The Newton Researcher Links Smoke-Free Homes Workshop
7-9 May, 2018
The Newton Researcher Links Smoke-Free Homes Workshop held on the 7-9 May, 2018 at Novotel Kuala Lumpur City Centre, Malaysia brought together forty key researchers involved in work related to smoke-free homes in both Malaysia and the United Kingdom (UK).
The workshop was funded by the British Council and Akademi Sains Malaysia under the Newton-Ungku Omar Funds and was organised by Assoc. Prof Dr. Sean Semple (University of Stirling, Scotland) and Assoc. Prof. Dr. Emilia Zainal Abidin (Universiti Putra Malaysia) who were both the joint PI in this grant. The workshop was also supported by four distinguished academics who were the mentors for the PI consisted of Prof. Dr. Zailina Hashim (Universiti Putra Malaysia, Prof. Dr. Noor Hassim Ismail (Universiti Kebangsaan Malaysia), Prof. Dr. Amanda Amos (University of Edinburgh) and Prof. Dr. Kamran Siddiqi (University of York).
The workshop provided the unique opportunity to learn from each other about research activity and the wider policy with regards to Smoke-Free Homes currently in place in both Malaysia and the UK. The workshop gave the opportunity to establish working relationships and the participants were able to explore the research gaps and needs in Malaysia, the UK and wider Low and Middle Income Countries context and helped crystallise ideas for future collaboration.
Summary of the workshop
The workshop discussed the health effects of being exposed to second-hand tobacco smoke (SHS) in the home and explored the potential benefits of helping smokers to make their home smoke-free. The progress that has been made in reducing the proportion of smokers who smoke at home in the UK was discussed and differences between smoking in Malaysia and the UK were reviewed. The need for holistic, whole-household intervention methods was agreed upon; particularly in relation to the high levels of male smoking in Malaysia (48% compared to <2% of females). Discussions recognised the important opportunities to help households become smoke-free around the fasting month, Ramadan, where smoking does not take place during daylight hours. This temporary cessation behaviour may enable the design of culturally specific interventions. Participants recognised the potential in both countries of raising awareness about SHS exposure among children through their school curriculum. Using children as communicators and message ambassadors has potential but it would be important to explore any cultural barriers to this and investigate how smokers receive information delivered by this route. The workshop identified the possible use of air quality feedback and/or biological monitoring methods such as salivary cotinine levels as motivating tools to encourage households to introduce smoke-free rules. Participants agreed on the need for a smoke-free homes research network in Malaysia to build on the experiences of relevant advocacy NGOs in the UK to help facilitate the exchange and communication between academics and government officials responsible for public health. The workshop drafted a position statement on smoke-free homes research (The Kuala Lumpur Charter) with a view to publishing this in an international journal within six months of the workshop.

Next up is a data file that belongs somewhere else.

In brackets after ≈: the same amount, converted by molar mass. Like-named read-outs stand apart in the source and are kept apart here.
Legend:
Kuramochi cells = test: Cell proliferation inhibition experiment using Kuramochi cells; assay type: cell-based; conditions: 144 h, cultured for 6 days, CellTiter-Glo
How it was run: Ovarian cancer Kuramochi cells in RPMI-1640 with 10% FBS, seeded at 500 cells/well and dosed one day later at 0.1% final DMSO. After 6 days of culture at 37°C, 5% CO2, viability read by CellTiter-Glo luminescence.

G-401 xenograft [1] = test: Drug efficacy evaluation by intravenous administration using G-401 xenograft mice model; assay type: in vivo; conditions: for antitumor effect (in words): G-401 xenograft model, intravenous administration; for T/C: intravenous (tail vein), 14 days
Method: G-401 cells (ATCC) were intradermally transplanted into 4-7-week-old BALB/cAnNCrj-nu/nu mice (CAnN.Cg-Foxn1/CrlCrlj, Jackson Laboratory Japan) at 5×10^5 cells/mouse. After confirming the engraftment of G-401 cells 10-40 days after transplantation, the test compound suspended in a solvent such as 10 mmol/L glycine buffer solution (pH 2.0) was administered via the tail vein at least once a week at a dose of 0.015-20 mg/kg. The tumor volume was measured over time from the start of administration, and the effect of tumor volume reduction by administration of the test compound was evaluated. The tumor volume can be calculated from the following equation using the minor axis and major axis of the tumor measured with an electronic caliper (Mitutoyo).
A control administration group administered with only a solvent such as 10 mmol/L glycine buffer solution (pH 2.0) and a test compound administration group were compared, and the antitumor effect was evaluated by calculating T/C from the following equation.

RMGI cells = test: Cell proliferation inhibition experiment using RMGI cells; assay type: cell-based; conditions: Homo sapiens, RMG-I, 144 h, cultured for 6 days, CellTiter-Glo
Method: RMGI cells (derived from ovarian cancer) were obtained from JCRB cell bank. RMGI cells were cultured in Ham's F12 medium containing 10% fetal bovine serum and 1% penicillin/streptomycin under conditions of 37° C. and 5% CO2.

Date of Input: 30/05/2018 | Updated: 30/05/2018 | yubin
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